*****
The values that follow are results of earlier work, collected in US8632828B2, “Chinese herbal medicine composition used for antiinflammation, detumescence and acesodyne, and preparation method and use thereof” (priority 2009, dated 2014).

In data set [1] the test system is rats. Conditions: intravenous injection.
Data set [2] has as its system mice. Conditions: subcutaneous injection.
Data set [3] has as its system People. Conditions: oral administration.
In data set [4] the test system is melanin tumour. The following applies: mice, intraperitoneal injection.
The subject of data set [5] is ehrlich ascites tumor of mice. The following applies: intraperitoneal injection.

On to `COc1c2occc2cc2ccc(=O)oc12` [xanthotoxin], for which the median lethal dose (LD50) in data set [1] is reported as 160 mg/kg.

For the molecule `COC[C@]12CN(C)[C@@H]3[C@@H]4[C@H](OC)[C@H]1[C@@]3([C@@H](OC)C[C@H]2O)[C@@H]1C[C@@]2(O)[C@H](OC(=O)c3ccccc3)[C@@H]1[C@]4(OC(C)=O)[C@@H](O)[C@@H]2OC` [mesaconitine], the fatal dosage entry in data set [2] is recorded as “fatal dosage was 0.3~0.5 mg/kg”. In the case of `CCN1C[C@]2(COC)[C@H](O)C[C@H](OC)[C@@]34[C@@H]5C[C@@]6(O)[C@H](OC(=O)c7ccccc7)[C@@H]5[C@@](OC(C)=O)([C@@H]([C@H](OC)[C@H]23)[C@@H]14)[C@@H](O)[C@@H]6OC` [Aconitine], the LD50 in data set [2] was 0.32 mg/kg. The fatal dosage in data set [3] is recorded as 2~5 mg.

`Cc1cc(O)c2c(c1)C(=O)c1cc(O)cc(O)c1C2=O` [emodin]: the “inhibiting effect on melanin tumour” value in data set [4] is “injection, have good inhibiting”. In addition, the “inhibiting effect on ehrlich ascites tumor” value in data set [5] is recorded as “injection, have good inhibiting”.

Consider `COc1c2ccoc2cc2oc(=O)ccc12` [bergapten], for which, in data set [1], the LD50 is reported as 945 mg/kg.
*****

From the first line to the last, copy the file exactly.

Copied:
The values that follow are results of earlier work, collected in US8632828B2, “Chinese herbal medicine composition used for antiinflammation, detumescence and acesodyne, and preparation method and use thereof” (priority 2009, dated 2014).

In data set [1] the test system is rats. Conditions: intravenous injection.
Data set [2] has as its system mice. Conditions: subcutaneous injection.
Data set [3] has as its system People. Conditions: oral administration.
In data set [4] the test system is melanin tumour. The following applies: mice, intraperitoneal injection.
The subject of data set [5] is ehrlich ascites tumor of mice. The following applies: intraperitoneal injection.

On to `COc1c2occc2cc2ccc(=O)oc12` [xanthotoxin], for which the median lethal dose (LD50) in data set [1] is reported as 160 mg/kg.

For the molecule `COC[C@]12CN(C)[C@@H]3[C@@H]4[C@H](OC)[C@H]1[C@@]3([C@@H](OC)C[C@H]2O)[C@@H]1C[C@@]2(O)[C@H](OC(=O)c3ccccc3)[C@@H]1[C@]4(OC(C)=O)[C@@H](O)[C@@H]2OC` [mesaconitine], the fatal dosage entry in data set [2] is recorded as “fatal dosage was 0.3~0.5 mg/kg”. In the case of `CCN1C[C@]2(COC)[C@H](O)C[C@H](OC)[C@@]34[C@@H]5C[C@@]6(O)[C@H](OC(=O)c7ccccc7)[C@@H]5[C@@](OC(C)=O)([C@@H]([C@H](OC)[C@H]23)[C@@H]14)[C@@H](O)[C@@H]6OC` [Aconitine], the LD50 in data set [2] was 0.32 mg/kg. The fatal dosage in data set [3] is recorded as 2~5 mg.

`Cc1cc(O)c2c(c1)C(=O)c1cc(O)cc(O)c1C2=O` [emodin]: the “inhibiting effect on melanin tumour” value in data set [4] is “injection, have good inhibiting”. In addition, the “inhibiting effect on ehrlich ascites tumor” value in data set [5] is recorded as “injection, have good inhibiting”.

Consider `COc1c2ccoc2cc2oc(=O)ccc12` [bergapten], for which, in data set [1], the LD50 is reported as 945 mg/kg.